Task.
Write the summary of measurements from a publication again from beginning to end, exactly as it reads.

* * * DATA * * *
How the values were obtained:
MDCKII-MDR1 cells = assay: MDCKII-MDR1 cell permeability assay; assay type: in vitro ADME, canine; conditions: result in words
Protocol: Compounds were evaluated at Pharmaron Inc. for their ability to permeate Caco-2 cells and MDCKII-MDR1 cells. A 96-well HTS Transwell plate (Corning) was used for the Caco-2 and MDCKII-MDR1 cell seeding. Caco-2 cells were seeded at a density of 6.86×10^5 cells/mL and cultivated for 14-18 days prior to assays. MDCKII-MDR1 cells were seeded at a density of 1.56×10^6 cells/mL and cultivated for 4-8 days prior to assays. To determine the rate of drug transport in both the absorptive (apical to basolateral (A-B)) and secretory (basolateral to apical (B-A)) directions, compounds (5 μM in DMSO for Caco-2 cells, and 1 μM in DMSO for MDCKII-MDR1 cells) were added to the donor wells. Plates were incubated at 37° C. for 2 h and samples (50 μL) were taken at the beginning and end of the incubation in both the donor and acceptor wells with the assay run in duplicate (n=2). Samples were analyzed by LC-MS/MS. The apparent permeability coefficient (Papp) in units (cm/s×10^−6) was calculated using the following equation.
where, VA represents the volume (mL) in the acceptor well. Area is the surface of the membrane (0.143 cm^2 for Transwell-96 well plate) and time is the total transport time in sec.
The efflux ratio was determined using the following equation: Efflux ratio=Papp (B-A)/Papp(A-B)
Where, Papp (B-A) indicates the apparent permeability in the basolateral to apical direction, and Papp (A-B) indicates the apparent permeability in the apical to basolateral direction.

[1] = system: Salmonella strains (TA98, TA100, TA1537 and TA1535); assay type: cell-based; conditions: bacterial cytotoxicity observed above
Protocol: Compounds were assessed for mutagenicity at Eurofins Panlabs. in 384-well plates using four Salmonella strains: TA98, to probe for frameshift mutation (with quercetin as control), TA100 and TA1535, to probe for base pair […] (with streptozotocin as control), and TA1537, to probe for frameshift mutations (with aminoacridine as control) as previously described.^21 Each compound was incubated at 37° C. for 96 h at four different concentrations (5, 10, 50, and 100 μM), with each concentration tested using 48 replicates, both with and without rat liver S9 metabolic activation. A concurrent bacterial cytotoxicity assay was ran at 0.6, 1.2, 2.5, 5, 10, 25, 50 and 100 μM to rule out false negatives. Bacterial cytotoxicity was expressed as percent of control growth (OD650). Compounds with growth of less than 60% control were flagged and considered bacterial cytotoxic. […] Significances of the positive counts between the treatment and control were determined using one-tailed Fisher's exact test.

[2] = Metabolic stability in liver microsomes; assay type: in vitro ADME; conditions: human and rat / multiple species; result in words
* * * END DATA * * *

How the values were obtained:
MDCKII-MDR1 cells = assay: MDCKII-MDR1 cell permeability assay; assay type: in vitro ADME, canine; conditions: result in words
Protocol: Compounds were evaluated at Pharmaron Inc. for their ability to permeate Caco-2 cells and MDCKII-MDR1 cells. A 96-well HTS Transwell plate (Corning) was used for the Caco-2 and MDCKII-MDR1 cell seeding. Caco-2 cells were seeded at a density of 6.86×10^5 cells/mL and cultivated for 14-18 days prior to assays. MDCKII-MDR1 cells were seeded at a density of 1.56×10^6 cells/mL and cultivated for 4-8 days prior to assays. To determine the rate of drug transport in both the absorptive (apical to basolateral (A-B)) and secretory (basolateral to apical (B-A)) directions, compounds (5 μM in DMSO for Caco-2 cells, and 1 μM in DMSO for MDCKII-MDR1 cells) were added to the donor wells. Plates were incubated at 37° C. for 2 h and samples (50 μL) were taken at the beginning and end of the incubation in both the donor and acceptor wells with the assay run in duplicate (n=2). Samples were analyzed by LC-MS/MS. The apparent permeability coefficient (Papp) in units (cm/s×10^−6) was calculated using the following equation.
where, VA represents the volume (mL) in the acceptor well. Area is the surface of the membrane (0.143 cm^2 for Transwell-96 well plate) and time is the total transport time in sec.
The efflux ratio was determined using the following equation: Efflux ratio=Papp (B-A)/Papp(A-B)
Where, Papp (B-A) indicates the apparent permeability in the basolateral to apical direction, and Papp (A-B) indicates the apparent permeability in the apical to basolateral direction.

[1] = system: Salmonella strains (TA98, TA100, TA1537 and TA1535); assay type: cell-based; conditions: bacterial cytotoxicity observed above
Protocol: Compounds were assessed for mutagenicity at Eurofins Panlabs. in 384-well plates using four Salmonella strains: TA98, to probe for frameshift mutation (with quercetin as control), TA100 and TA1535, to probe for base pair […] (with streptozotocin as control), and TA1537, to probe for frameshift mutations (with aminoacridine as control) as previously described.^21 Each compound was incubated at 37° C. for 96 h at four different concentrations (5, 10, 50, and 100 μM), with each concentration tested using 48 replicates, both with and without rat liver S9 metabolic activation. A concurrent bacterial cytotoxicity assay was ran at 0.6, 1.2, 2.5, 5, 10, 25, 50 and 100 μM to rule out false negatives. Bacterial cytotoxicity was expressed as percent of control growth (OD650). Compounds with growth of less than 60% control were flagged and considered bacterial cytotoxic. […] Significances of the positive counts between the treatment and control were determined using one-tailed Fisher's exact test.

[2] = Metabolic stability in liver microsomes; assay type: in vitro ADME; conditions: human and rat / multiple species; result in words